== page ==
6. The Toyota Production System: Beyond Large-Scale Production (1988) by Taiichi Ohno
An view of the historical rise of Toyota manufacturing through the eyes of its primary contributor: Mr. Taiichi Ohno. Outlining the important social and economic forces that drove the creation of what we now dub the Toyota Production System, the book focuses primarily on the history and the thinking from which the system evolved. That the book does not provide a deep dive in to the technical aspects of the system is irrelevant, as it subtly teaches a much greater lesson to present day Lean thinkers: Lean organizations can learn – and profit – much more from Toyota by focusing on the thinking that created the system than they can by copying the system itself.
5. The Machine that Changed the World (1990) by James Womack, Daniel Jones and Daniel Roos
The book that coined the term “Lean” based on the outcomes of more than 5 years of study of the Japanese automobile industry by MIT. Womack, Jones and Roos thoroughly document the whole of the Toyota Production System, pinpoint the advantages of Lean manufacturing over the prevailing mass-production system used in the western world at the time, and correctly predicted the rise of Lean manufacturing principles, not just in automobile manufacturing, but in any value-creating endeavor.
4. Out of the Crisis (1986) by W. Edwards Deming
Although not necessarily Lean-centric, in Out of the Crisis, Dr. Deming provides the foundation for many core components of Lean management systems. Deming uses his now infamous 14 Points to implore management to place long-term sustainability ahead of meeting short-term financial incentives through increasing product quality and by involving all employees in the efforts to transform the organization. Sound familiar? Also, the book represents the first appearance in print of the primary framework for Lean problem solving: the Shewhart Cycle, also known as Plan, Do, Check, Act (PDCA).
3. The Toyota Way (2003) by Jeffrey Liker
Prior to the publication of the Toyota Way, the vast majority of the Lean literature focused on describing the tangible, technical aspects of the Toyota Production System. Without understanding the accompanying business philosophies and management principles, most organizations that attempted to mimic Toyota failed to generate the same – if any – level of results. In The Toyota Way, Dr. Liker shifted the focus away from superficial tools and techniques of the production system and onto the 14 key principles that define the Toyota style of management. In doing so, the book was the first to articulate the true source of Toyota’s success in a format available and understandable to the masses.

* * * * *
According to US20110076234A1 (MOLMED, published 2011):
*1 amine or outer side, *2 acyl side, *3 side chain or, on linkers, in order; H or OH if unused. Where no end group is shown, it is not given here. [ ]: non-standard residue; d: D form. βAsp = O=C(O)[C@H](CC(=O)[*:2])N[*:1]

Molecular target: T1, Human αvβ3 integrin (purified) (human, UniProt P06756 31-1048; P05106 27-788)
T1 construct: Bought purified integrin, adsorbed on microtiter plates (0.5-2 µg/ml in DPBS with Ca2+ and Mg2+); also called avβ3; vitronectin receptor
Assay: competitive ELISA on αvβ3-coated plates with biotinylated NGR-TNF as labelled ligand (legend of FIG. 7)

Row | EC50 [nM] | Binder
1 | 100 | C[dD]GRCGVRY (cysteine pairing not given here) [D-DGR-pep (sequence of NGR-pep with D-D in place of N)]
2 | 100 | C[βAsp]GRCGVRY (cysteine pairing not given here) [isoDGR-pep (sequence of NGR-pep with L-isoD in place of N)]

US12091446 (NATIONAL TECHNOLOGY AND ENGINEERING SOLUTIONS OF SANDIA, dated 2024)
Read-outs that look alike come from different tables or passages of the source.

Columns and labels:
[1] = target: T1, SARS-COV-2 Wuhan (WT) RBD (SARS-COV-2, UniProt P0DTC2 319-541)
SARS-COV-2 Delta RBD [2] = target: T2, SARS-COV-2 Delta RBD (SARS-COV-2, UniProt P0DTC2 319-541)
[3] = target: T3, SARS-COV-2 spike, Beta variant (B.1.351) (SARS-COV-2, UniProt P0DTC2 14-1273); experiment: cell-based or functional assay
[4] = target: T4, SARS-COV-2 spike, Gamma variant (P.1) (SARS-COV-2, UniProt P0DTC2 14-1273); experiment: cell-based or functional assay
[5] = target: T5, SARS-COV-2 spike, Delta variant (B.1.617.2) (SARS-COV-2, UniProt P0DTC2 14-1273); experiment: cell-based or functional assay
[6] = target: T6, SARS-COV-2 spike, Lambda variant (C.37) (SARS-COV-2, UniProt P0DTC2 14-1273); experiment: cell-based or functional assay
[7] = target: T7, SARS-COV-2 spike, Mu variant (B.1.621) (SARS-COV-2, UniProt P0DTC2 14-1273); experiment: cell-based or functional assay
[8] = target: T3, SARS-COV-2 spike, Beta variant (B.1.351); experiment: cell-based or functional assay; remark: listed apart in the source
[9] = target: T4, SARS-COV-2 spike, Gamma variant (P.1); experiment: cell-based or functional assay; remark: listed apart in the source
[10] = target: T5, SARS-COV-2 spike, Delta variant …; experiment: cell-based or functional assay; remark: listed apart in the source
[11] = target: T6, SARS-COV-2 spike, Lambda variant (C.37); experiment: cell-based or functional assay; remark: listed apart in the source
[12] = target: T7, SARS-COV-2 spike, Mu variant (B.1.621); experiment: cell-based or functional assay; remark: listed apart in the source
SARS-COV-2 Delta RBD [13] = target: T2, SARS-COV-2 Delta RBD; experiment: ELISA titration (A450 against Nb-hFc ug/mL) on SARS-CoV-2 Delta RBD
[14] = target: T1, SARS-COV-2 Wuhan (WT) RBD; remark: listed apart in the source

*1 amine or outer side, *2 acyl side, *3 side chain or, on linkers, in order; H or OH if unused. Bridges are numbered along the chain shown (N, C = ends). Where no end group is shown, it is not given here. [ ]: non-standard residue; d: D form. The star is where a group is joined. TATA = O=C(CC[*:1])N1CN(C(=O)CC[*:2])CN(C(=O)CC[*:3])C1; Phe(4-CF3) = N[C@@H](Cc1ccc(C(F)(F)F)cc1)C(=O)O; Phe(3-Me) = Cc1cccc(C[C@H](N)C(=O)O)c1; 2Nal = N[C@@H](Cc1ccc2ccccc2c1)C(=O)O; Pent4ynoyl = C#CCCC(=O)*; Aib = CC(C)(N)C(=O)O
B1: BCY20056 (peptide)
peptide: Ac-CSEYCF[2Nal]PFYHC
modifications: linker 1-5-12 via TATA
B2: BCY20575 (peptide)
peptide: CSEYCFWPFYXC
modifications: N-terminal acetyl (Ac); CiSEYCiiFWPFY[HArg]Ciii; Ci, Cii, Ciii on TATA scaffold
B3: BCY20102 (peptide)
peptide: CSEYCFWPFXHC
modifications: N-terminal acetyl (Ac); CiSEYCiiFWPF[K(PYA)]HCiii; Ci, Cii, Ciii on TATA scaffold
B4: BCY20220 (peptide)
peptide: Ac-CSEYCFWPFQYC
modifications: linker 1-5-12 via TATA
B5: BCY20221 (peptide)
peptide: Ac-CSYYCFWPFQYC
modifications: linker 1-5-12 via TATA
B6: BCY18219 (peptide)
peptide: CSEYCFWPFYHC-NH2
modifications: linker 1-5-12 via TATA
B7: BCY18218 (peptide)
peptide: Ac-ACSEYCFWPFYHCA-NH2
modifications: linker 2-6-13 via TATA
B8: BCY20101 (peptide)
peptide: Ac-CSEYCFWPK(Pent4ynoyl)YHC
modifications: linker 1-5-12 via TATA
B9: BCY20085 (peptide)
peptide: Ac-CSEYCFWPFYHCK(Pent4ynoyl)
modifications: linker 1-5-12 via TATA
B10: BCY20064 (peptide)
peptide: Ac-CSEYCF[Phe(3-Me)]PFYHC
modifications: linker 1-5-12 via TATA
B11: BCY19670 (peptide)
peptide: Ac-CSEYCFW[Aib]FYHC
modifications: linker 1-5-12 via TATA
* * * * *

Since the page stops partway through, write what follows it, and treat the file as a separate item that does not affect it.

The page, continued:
2. A Study of the Toyota Production System: From an Industrial Engineering Viewpoint (1st english translation 1980, re-translated 1989) by Shigeo Shingo**
The now famous “green book” that started it all. With this book, Dr. Shingo provides the master study of all aspects of the production system dubbed “just-in-time”. Nearly a decade before the publication of The Machine the Changed the World, the book was the first text translated into English to discuss many of the concepts of the Toyota Production System such as poka-yoke (mistake-proofing), heijunka (leveling), standardized work, and the 7 wastes.
1. Toyota Kata (2009) by Mike Rother
This may not be the best book with which to start your Lean journey, but it is certainly the direction you should head in which to finish. Only those who have struggled to find Lean success will fully appreciate the power of the kata methodology. Of all the texts on Lean and continuous improvement, Toyota Kata achieves what no other book before it has fully accomplished: translating Lean into a set of simple, practical routines, organized around improvement and coaching, that can be readily and effectively practiced at all levels of an organization. Rother cuts down many long-standing fallacies about the practice of Lean, such as the misunderstanding of common Lean “tools” and the misconception of waste elimination. In doing so, Mr. Rother places the focus right where it should be: on the development every person in the organization through a habit of problem solving and the achievement of continuous improvement.
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There you have it! The Top 10 Lean books of all time, as determined by The KaiZone. Disagree? Then let us know! Please use the comments section below to share your own personal top 10!
And don’t forget to check out The Lean Book Shop @ TheKaiZone for all of your Lean, continuous improvement and self improvement needs!
* Disclosure: TheKaiZone.com is a participant in the Amazon Services LLC Associates Program, an affiliate advertising program designed to provide a means for sites to earn advertising fees by advertising and linking to amazon.com.